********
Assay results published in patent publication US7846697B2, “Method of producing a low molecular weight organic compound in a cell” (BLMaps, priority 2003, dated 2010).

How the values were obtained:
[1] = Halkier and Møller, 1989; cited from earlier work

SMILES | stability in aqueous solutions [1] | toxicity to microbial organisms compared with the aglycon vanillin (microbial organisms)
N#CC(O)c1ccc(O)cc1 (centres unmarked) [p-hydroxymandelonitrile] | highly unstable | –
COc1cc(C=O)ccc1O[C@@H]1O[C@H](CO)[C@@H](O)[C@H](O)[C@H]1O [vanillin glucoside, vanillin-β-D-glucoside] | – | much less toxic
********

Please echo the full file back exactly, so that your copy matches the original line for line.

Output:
Assay results published in patent publication US7846697B2, “Method of producing a low molecular weight organic compound in a cell” (BLMaps, priority 2003, dated 2010).

How the values were obtained:
[1] = Halkier and Møller, 1989; cited from earlier work

SMILES | stability in aqueous solutions [1] | toxicity to microbial organisms compared with the aglycon vanillin (microbial organisms)
N#CC(O)c1ccc(O)cc1 (centres unmarked) [p-hydroxymandelonitrile] | highly unstable | –
COc1cc(C=O)ccc1O[C@@H]1O[C@H](CO)[C@@H](O)[C@H](O)[C@H]1O [vanillin glucoside, vanillin-β-D-glucoside] | – | much less toxic